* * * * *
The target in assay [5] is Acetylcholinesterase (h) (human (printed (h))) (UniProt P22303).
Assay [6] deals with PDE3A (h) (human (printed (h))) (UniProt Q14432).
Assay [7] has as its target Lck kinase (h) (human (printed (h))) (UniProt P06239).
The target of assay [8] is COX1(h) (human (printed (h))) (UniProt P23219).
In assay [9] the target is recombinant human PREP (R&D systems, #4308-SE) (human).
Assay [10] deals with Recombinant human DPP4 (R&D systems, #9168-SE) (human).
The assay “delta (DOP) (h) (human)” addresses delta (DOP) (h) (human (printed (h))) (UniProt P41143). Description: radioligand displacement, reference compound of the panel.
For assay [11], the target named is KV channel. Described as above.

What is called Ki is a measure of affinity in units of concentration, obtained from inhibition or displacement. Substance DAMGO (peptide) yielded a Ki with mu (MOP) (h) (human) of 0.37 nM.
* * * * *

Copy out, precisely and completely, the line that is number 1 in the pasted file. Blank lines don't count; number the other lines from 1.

The target in assay [5] is Acetylcholinesterase (h) (human (printed (h))) (UniProt P22303).